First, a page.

I wish math art was a big part of my math education when I was a kid. It’s not that I was bad at math. On the contrary, I did quite well in math, but that’s just because I was good at remembering the rules. Being able to physically make some math would have rendered it far more interesting, though, and perhaps math would have lingered as something I wanted to pursue instead of leave behind as a series of boring tests.
Have you ever made a Mobius strip? It’s a simple thing to make, but it will blow your (and your kids’) minds. In case you don’t know what it is, here’s what you do: take a strip of paper. Fasten the ends together, but give the paper a little twist first.
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Take your finger (or use a pen), and run it along one side of the strip. Follow it all around, and you’ll find that you end up on the opposite side of the paper, without having lifted your finger (pen) up off the paper. That one little twist turns the strip into what is called a nonorientable surface.
That’s as mathy as I will get here, because this hurts my brain:
As if the regular Mobius strip weren’t cool enough, grab a pair of scissors, and cut it lengthwise, all around the strip. This is what you get:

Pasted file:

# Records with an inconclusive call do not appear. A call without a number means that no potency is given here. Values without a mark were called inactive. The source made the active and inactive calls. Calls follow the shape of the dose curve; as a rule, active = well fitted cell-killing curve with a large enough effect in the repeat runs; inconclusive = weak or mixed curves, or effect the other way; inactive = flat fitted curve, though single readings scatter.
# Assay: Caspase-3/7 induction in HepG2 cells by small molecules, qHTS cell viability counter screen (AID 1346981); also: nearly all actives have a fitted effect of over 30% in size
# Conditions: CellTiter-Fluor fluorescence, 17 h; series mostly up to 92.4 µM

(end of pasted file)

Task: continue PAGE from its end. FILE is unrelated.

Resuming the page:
Is that not mind-boggling? One big loop! This loop contains 2 twists. But don’t stop there; cut this strip down the middle and get…
…which is 2 strips, each with 2 full twists.
Don’t stop cutting! It’s still wide enough to cut!
Not sure what this is, but it’s fun to throw it around in the air and pretend it is a monster.
The work of M.C. Escher is always a favorite with kids because of the optical illusions he wove into his pieces. Check out his 2 works based directly on Mobius strips:
Moebius Strip I
wood engraving and woodcut
photo credit: wikipaintings.org
Moebius Strip II (Red Ants)
Woodcut printed from three blocks
photo credit: Artchive.com